Frost back as selector
WINDS of change will blow through the corridors of power with the election of Charlie Frost as a State selector.
It's a comeback for the former chairman of selectors for Australia and NSW, who has had a long spell on the sidelines.
His return no doubt has been influenced by his known, and often expressed, dissatisfaction with recent selection and administration processes.
Outspoken in his opinions, he'll be sure to make himself heard at top level.
Wouldn't surprise if there's a return to selection of some world-rated bowlers who have fallen out of State favour and all but disappeared off the radar.
PETER Foster (Iluka) showed ability out of the ordinary in 2008 when he took out the toughest of doubles - his club's major and minor singles in the one year - after only a short time in the game.
He showed it was no fluke when last weekend at East Maitland he became runner-up in the State President's reserve singles against zone winners from around NSW.
He cut a swathe through the opposition, winning the preliminary rounds comfortably, and seemed set for the title, only to falter at the last hurdle, going down 31-16 to a Moruya bowler in the final. Foster's performance was the best local effort at the playoffs.
Roley Tepper/Viv Ross (Ballina) made it to the quarter-finals of the senior pairs before being beaten 28-18 by a Cabramatta twosome.
Murwillumbah's John Felton was knocked out of the senior singles, losing 31-18 to a Wollongong bowler.
In the reserve pairs, Kevin Kelly/John Fergusson (Murwillumbah) were nudged out 21-20 in their round against a Punchbowl team.
LAST week's mention of official concern about poor attendances by juniors at trials for district selection brought a response from a Lismore father.
He claimed juniors were not given enough notification or information about the trials.
Junior bowls locally was so beset by politics, he said, that he was thinking of pulling his sons out of the game and having them take up cricket.
THE brochures are out for the end-of-year Ballina Summerland Series, the 45th year this event has been held.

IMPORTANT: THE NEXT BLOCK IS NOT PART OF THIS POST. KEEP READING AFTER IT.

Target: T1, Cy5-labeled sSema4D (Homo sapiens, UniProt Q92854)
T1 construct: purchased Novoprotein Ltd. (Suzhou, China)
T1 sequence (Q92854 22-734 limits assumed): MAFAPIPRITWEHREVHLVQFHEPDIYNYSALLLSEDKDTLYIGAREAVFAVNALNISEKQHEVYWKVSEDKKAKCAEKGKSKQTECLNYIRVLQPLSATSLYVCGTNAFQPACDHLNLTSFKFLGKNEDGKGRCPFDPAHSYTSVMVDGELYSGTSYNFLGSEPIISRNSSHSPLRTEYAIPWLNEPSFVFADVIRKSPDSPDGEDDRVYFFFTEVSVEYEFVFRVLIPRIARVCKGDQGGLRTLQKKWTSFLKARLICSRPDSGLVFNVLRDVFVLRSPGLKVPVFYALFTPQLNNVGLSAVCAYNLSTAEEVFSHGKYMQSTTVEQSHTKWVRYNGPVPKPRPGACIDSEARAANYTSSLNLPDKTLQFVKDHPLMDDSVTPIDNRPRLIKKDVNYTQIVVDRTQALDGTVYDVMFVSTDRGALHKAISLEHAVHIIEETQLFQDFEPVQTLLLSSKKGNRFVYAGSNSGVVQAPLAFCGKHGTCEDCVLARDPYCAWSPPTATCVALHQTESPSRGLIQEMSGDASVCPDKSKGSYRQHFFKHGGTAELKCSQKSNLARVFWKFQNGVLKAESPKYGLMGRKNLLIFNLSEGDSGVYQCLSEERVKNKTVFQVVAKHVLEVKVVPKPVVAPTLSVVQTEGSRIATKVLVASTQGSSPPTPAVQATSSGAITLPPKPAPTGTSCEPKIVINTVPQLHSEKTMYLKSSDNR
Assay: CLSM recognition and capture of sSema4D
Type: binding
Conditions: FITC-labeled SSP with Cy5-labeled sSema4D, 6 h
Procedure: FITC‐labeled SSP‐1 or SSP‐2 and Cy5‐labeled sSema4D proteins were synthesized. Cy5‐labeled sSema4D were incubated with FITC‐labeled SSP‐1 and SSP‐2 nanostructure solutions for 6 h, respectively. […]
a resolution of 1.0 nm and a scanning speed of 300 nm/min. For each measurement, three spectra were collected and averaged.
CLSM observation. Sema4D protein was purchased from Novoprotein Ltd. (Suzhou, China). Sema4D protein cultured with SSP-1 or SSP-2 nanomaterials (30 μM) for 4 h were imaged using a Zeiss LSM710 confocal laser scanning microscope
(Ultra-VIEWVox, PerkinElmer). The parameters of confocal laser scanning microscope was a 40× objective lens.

The pairs, $10,240 prizemoney, will run from December 27 to 29; the $9760 singles will be January 2-4. Once again the qualifying rounds that were part of the series in previous years, have been replaced by a selection panel which, if entries exceed the 64 players/teams required, will make acceptances on the basis of achievements in singles and pairs competition.
Sports co-ordinator Tony Scott says more than 100 entries are expected for the 64 singles positions. Entries will close on November 29.
Scott gives a reminder: “Don't leave your entry on the fridge or you might be left out in the cold.”MY VIEW
THE reasoning behind Lismore Workers Heights' Super 10 open tournament set down for September 29 is sound but it presents difficulties for bowlers wanting to assemble a team.
To be eligible, teams must have 10 points or more, made up of three points for women and non-pennant players, and one point for each 2009 pennant grade - one for a No 1 player, two for No 2 and so on.
That debars three women bowlers from entering as one team. They would have nine points and be ineligible.
In my own case, I wanted to be in it but my regular team had three points for a woman player, three for me as a non-pennant bowler, and three for our usual team member who played No 3 pennants last season. Nine points. One point too few. We also are ineligible.
The 10-point minimum is a commendable attempt by the club to stage a tourney without having teams stacked with top graders.
But women might feel the method that lumps every one of them in the men's No 3 pennant category and prevents them from entering a three-woman team is not giving them a fair go.
The same with us non-pennanters. It's a compliment, but scarcely accurate, to be regarded as being of No 3 standard.
Not many good bowlers don't play pennants. I don't play because of my long-standing logo-phobia. But if I did, I'd most likely be carrying the Grippo for the 13th man in the No 7s.
It's a pity some of us have to miss the Super 10s, but Heights is to be congratulated on trying to circumvent the team-stacking that ruins many a tourney.
CASINO RSM'S Coca-Cola Triples (two-bowl) on October 19-20 offers $1650 a team first prize, down to $300 for fourth, plus five round winners of $150 a team.
The Monday play (8.30am start) will be three games of 21 ends. On the Tuesday (9am), it will be two games of 21 ends.
The first 28 teams will be accepted.
Entry of $120 a team includes a bistro lunch on both days.